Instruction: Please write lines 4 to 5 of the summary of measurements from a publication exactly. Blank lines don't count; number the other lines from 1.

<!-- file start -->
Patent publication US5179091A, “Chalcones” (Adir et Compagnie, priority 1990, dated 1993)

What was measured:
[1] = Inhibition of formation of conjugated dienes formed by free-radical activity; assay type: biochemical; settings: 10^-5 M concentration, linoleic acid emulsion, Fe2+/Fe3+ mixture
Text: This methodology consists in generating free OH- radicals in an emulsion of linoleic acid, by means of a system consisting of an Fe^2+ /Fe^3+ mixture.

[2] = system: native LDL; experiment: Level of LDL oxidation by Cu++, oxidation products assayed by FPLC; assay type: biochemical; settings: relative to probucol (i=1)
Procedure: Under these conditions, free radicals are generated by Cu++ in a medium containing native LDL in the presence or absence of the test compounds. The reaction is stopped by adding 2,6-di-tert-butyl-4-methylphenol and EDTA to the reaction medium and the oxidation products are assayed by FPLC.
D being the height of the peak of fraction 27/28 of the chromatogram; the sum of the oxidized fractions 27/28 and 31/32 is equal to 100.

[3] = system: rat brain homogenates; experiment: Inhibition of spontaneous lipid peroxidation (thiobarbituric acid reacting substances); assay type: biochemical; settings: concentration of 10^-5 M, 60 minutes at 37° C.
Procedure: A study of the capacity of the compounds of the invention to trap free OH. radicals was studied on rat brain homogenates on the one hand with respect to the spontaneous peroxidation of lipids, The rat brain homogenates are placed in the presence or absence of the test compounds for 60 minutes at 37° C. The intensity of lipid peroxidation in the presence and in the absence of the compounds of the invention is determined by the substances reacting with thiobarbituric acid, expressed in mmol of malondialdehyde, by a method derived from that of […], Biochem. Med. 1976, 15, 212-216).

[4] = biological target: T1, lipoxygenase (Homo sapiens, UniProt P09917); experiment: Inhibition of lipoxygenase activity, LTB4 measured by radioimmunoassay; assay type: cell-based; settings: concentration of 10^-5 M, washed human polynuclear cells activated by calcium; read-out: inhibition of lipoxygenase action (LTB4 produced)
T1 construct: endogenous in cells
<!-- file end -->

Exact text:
Text: This methodology consists in generating free OH- radicals in an emulsion of linoleic acid, by means of a system consisting of an Fe^2+ /Fe^3+ mixture.

[2] = system: native LDL; experiment: Level of LDL oxidation by Cu++, oxidation products assayed by FPLC; assay type: biochemical; settings: relative to probucol (i=1)